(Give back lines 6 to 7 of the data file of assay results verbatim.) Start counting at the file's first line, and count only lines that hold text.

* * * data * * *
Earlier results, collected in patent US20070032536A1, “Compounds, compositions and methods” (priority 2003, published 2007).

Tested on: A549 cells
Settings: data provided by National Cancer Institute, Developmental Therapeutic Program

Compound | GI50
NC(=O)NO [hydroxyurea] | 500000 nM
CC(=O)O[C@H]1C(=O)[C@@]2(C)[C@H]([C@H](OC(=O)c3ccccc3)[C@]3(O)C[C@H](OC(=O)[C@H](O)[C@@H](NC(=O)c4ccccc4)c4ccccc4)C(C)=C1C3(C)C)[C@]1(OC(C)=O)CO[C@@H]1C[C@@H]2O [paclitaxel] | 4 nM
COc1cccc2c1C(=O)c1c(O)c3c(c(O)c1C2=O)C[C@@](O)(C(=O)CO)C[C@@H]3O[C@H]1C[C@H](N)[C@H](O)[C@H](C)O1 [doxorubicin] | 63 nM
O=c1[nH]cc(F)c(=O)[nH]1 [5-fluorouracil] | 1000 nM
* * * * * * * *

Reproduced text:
CC(=O)O[C@H]1C(=O)[C@@]2(C)[C@H]([C@H](OC(=O)c3ccccc3)[C@]3(O)C[C@H](OC(=O)[C@H](O)[C@@H](NC(=O)c4ccccc4)c4ccccc4)C(C)=C1C3(C)C)[C@]1(OC(C)=O)CO[C@@H]1C[C@@H]2O [paclitaxel] | 4 nM
COc1cccc2c1C(=O)c1c(O)c3c(c(O)c1C2=O)C[C@@](O)(C(=O)CO)C[C@@H]3O[C@H]1C[C@H](N)[C@H](O)[C@H](C)O1 [doxorubicin] | 63 nM